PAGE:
Dead Letter
Tough unions, weak management doom USPS


It’s not news that the United States Postal Service is going bankrupt, but the reality of the situation has finally started to sink in. The New York Times reported in early September that the agency cannot afford a $5.5 billion pension-fund payment that’s due this month.

At the core of the problem are the horrific contracts that USPS has negotiated with its employees’ unions. As the Times reported:

Decades of contractual promises made to unionized workers, including no-layoff clauses, are increasing the post office’s costs. Labor represents 80 percent of the agency’s expenses, compared with 53 percent at United Parcel Service and 32 percent at FedEx, its two biggest private competitors. Postal workers also receive more generous health benefits than most other federal employees.

Unions are a hard thing for any company to deal with — firms ranging from Delta to Hyatt to Boeing have struggled with organized labor over the last several years alone. American labor law deserves some share of the blame. But employers aren’t completely helpless — which leaves us looking for other explanations for USPS’s willingness to cave to the unions’ demands. Chief among them: The company faces little competition, has no profit motive, and has an implicit promise of a bailout from the federal government.

The current situation is self-evidently ridiculous. Since the advent of e-mail, USPS’s business has been in steep decline. Between 2007 and 2010 — long after the Internet revolution took hold — mail volume fell 20 percent, and the agency lost $20 billion. Overwhelmingly, the mail that remains is junk, and even Netflix, USPS’s biggest corporate customer, is delivering more of its movies digitally.

You wouldn’t guess any of that from the contracts USPS has signed with its unions — the National Postal Mail Handlers Union, the National Association of Letter Carriers, the American Postal Workers Union, and the National Rural Letter Carriers’ Association — in recent years. All four contain “no layoff or reduction in force” clauses that prevent payrolls from falling along with USPS’s business. In May of this year, as the agency was staring into the face of bankruptcy, USPS reached an agreement with the American Postal Workers Union that would “safeguard jobs, protect retirement and health-care benefits, and provide a 3.5 percent wage increase over the life of the contract,” according to the union’s president. (He called this a “win-win.”)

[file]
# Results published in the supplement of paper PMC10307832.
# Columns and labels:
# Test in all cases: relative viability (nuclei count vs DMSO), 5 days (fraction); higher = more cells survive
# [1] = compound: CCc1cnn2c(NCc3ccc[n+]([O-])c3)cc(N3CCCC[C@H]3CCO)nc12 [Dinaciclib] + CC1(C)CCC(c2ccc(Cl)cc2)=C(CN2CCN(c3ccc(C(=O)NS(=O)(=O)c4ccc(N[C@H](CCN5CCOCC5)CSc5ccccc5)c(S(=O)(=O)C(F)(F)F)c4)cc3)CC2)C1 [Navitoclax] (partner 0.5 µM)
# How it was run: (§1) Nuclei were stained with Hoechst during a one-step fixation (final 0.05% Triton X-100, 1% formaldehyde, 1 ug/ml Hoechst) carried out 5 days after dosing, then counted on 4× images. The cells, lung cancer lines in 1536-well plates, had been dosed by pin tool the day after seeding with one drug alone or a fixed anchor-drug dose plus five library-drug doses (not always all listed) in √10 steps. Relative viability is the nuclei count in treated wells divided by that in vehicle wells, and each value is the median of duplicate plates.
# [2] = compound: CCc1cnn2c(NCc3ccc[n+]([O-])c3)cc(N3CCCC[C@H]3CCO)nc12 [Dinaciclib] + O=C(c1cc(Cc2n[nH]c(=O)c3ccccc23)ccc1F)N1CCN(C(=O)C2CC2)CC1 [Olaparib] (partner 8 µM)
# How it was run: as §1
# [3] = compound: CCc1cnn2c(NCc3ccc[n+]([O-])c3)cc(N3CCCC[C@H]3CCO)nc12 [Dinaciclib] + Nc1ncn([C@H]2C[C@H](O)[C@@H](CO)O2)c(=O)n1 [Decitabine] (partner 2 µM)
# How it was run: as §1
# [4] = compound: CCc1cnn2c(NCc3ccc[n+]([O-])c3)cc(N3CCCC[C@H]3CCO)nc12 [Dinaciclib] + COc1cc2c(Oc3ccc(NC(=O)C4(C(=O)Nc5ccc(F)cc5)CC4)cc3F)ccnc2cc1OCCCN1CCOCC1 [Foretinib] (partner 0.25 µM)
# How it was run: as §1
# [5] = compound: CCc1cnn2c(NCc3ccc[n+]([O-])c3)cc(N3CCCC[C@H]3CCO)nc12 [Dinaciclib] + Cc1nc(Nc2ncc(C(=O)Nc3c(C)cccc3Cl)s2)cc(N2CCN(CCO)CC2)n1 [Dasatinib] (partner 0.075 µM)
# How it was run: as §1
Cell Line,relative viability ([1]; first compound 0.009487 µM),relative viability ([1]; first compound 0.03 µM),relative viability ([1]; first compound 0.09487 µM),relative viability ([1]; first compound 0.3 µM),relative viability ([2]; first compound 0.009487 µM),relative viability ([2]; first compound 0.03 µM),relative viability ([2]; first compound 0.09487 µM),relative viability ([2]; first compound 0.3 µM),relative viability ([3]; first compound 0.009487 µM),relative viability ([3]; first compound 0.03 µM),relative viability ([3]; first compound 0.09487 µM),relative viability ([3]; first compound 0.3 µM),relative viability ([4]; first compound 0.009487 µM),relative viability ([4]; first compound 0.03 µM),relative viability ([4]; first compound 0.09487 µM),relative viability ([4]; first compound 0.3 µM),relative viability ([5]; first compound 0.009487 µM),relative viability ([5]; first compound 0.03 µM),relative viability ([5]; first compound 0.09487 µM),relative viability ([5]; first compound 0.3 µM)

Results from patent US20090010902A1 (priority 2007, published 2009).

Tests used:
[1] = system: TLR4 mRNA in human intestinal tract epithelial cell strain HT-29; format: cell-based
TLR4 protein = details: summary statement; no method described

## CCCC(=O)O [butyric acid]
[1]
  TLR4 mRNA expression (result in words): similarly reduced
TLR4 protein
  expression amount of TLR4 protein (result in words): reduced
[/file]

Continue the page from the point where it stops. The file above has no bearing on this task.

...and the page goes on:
All told, as of 2009 the average postal worker received $79,000 in wages and benefits, as compared with $59,000 for the average worker in the private sector as a whole. As Robert Carbaugh and Thomas Tenerelli wrote in a recent Cato Journal article, “Although these data are not adjusted for factors such as worker skill and working conditions, they suggest that the Postal Service unions have done well for their members.”

It’s tempting to blame this entirely on the unions and the laws that enable their behavior. USPS workers gained the right to collectively bargain with the Postal Reorganization Act of 1970. For the most part, the law put USPS’s labor relations under the National Labor Relations Act, the legislation that governs union activity at most private companies. As I argued in these pages last month (“National Labor Relations Bias,” National Review, Aug. 1), the NLRA gives unions too much power, including the “right” to represent workers who don’t support them. In addition, while postal employees cannot strike, an arbitrator may impose a contract when negotiations break down. Ludicrously, arbitrators are not required to consider USPS’s financial situation when deciding which provisions to include.

Even so, it’s not as if employers have no role in the bargaining process. In fact, in the private sector, when competition is intense and wage increases could put a company out of business, unions tend not to make much progress at all. And yet USPS contracts for the last ten years — contracts no profit-seeking company would have signed — have been made without arbitration. (To be fair, talks with the National Rural Letter Carriers’ Association broke down late last year and are going to arbitration.)

October 3, 2011    |     Volume LXIII, No. 18

Books, Arts & Manners
  • Matthew Continetti reviews Keeping the Republic: Saving America by Trusting Americans, by Mitch Daniels.
  • Claire Berlinski reviews The Bond: Our Kinship with Animals, Our Call to Defend Them, by Wayne Pacelle.
  • Harvey Klehr reviews American Dreamers: How the Left Changed a Nation, by Michael Kazin.
  • Quin Hillyer reviews The Man in the Middle: An Inside Account of Faith and Politics in the George W. Bush Era, by Timothy S. Goeglein.
  • Ross Douthat reviews Contagion.
  • John Derbyshire gears up.
The Long View  .  .  .  .  .  .  .  .  
Athwart  .  .  .  .  .  .  .  .  
Poetry  .  .  .  .  .  .  .  .  
Happy Warrior  .  .  .  .  .  .  .  .  
The Bent Pin  .  .  .  .  .  .  .  .